2016 AAHA Oncology Guidelines for Dogs and Cats footnotes and references.
To assist veterinary practices with utilizing the AAHA Senior Care Guidelines, AAHA offers the following list of resources.
Increasingly, owners are willing to take on home-nursing tasks to keep their aging pets with them as long as possible. How can practices help their clients be good caretakers?
Routine tests such as the minimum database may be helpful for the wellness evaluation of any age dog, but are particularly important for the mature, senior, and geriatric patient, allowing early dedtection of disease or trends in clinical or laboratory parameters that may be of concern.
Developmental periods do not start and end abruptly, but rather phase in and out gradually. A checklist of items to discuss with each client based on life stage is available.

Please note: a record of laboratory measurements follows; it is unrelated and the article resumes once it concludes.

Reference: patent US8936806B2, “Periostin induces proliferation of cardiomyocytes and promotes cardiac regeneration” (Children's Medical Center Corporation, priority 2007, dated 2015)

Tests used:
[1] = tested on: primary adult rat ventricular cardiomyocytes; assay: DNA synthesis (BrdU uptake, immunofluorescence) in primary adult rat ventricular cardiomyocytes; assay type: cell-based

The veterinary team is the preferred source of nutritional information and has a key role in advising clients about the quality and safety of food and supplements, especially with recurrent food safety issues and misinformation about canine diets.
With appropriate care, oral and dental disease and the associated pain may be either prevented or minimized. With so many dogs affected, dental care must be incorporated into each dog’s wellness plan and discussed at every visit.
Veterinarians play a crucial role in protecting dogs, their families, and the public. Routine testing to screen healthy pets for zoonotic disease or shared disease (e.g., tick-borne illness) may allow early detection in people by acting as a sentinel for family health.
Safety hazards vary with life stage and lifestyle, as well as with impairments of mobility, hearing, or sight. Guide the client in identifying and evaluating the potential for hazards, including: